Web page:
1. Type the following command to review your new password policy and press Enter:net accounts

After the period of time specified, similar to Group Policy, users will get a prompt to change their password as they try to sign in.

If you want to enforce password expiration for one user, then you can use the same steps, but on step 4, use this command instead:

wmic UserAccount where Name='USERNAME' set PasswordExpires=True

Note: Remember to replace "USERNAME" with the name of the account you want the password to expire.

How to enforce password change on a Microsoft account

If you're using a Microsoft account, the steps we mentioned earlier won't work. However, you can enable an option on your account to make you change your password every 72 days.

  1. Open your browser and sign in to your Microsoft account{.nofollow}.
  2. On Security & privacy, click on the Change password link.
  3. Create a new password.
  4. Check the Make me change my password every 72 days option.

  1. Click Next to complete the task.

The caveat with this option is that you don't have the flexibility to choose a number of days, but 72 days is one of the most common recommended time frames to force users to change their account password.

In addition, it's important to note that with this change, you will not only be making your Windows 10 account more secure, but every other service you use with a Microsoft account, including OneDrive,, Skype, and others.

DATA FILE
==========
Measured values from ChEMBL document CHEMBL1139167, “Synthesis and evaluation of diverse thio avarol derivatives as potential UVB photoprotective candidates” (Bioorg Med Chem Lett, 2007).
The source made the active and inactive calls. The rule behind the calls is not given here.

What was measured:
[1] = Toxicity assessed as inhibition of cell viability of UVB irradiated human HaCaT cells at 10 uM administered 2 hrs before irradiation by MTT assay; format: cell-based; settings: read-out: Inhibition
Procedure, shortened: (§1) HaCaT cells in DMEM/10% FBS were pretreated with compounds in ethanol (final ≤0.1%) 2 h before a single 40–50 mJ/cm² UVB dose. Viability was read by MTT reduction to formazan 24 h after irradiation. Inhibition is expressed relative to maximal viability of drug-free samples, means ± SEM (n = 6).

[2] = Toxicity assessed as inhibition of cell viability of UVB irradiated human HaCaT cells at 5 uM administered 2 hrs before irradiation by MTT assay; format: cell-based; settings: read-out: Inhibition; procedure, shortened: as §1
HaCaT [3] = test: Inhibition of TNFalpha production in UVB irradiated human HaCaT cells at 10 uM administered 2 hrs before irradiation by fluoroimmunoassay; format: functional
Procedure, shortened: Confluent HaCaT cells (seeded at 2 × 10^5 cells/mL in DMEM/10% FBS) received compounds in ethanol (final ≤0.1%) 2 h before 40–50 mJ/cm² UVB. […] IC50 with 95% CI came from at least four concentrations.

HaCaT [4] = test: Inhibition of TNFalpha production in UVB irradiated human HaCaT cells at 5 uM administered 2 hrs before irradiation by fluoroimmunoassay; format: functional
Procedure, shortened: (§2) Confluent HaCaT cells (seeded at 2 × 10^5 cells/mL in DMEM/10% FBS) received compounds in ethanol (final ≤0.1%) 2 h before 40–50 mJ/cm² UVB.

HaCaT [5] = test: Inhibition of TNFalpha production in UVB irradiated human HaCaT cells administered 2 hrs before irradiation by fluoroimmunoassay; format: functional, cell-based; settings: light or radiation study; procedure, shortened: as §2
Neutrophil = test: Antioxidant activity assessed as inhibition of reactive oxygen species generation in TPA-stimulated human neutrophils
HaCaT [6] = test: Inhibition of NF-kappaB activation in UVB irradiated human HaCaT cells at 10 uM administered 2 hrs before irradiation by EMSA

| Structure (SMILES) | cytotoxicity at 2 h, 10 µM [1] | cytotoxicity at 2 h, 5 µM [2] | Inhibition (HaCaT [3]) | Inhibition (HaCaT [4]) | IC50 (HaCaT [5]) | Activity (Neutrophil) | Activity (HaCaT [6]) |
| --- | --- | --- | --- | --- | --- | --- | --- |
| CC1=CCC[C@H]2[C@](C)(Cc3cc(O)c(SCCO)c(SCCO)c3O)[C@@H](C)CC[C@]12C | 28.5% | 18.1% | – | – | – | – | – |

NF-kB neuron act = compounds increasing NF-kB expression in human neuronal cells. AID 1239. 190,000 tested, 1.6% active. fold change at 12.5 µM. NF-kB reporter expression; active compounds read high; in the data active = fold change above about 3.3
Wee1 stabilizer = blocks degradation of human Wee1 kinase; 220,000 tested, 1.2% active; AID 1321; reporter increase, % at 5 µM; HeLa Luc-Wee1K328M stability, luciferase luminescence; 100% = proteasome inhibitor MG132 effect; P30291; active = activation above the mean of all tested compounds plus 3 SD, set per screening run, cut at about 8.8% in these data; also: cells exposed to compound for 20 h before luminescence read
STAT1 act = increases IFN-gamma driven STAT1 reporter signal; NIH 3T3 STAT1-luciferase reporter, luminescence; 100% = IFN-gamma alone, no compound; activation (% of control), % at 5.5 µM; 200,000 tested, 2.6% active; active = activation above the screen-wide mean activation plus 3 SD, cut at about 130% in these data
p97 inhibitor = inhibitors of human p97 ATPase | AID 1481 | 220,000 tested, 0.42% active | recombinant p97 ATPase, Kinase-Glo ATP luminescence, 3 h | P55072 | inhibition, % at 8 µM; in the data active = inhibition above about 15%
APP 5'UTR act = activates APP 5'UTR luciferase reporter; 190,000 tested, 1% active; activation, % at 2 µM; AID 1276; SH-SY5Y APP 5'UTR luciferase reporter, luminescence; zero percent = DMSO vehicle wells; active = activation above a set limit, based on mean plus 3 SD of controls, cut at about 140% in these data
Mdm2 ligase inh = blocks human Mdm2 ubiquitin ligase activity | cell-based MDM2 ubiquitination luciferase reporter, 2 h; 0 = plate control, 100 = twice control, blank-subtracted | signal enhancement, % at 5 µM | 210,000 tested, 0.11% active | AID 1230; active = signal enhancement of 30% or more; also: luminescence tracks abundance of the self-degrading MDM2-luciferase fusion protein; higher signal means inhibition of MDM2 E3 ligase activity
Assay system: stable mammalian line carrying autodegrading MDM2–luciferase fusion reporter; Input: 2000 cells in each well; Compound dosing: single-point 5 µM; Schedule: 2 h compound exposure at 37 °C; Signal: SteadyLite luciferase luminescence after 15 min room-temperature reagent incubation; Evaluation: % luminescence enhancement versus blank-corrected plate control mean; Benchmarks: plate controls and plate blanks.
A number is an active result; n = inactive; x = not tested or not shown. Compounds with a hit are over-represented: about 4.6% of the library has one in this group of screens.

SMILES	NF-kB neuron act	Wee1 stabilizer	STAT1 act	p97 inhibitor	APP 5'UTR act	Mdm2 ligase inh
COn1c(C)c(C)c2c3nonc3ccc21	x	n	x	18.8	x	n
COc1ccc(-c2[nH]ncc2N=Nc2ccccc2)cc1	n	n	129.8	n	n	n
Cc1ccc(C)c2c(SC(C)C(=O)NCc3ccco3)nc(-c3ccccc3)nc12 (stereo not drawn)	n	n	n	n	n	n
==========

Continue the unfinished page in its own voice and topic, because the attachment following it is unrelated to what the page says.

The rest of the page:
Keep in mind that while we're focusing this guide on Windows 10, you can use the steps to use Group Policy and Command Prompt to force users to change their passwords on Windows 8.1 and Windows 7.

Do you periodically change your account password on Windows 10? Tell us in the comments below.

More Windows 10 resources

For more help articles, coverage, and answers on Windows 10, you can visit the following resources:

Mauro Huculak

Mauro Huculak is technical writer for His primary focus is to write comprehensive how-tos to help users get the most out of Windows 10 and its many related technologies. He has an IT background with professional certifications from Microsoft, Cisco, and CompTIA, and he's a recognized member of the Microsoft MVP community.

  • "Frequent Password changes are the enemy of security..."
  • uninstall windows 10
  • Interesting article, thanks for sharing. ..i tend to agree. ..I've tried this in the past, changing passwords frequently, and have had a hard time resetting password for them. Also since I've so many accounts Microsoft, Google, Flipkart, banks, etc it becomes Impossible to remember the right password for the right site/account at the right time. So like what someone else suggested, i prefer the style where you make one super strong password and then stick to it for a while, at least a year.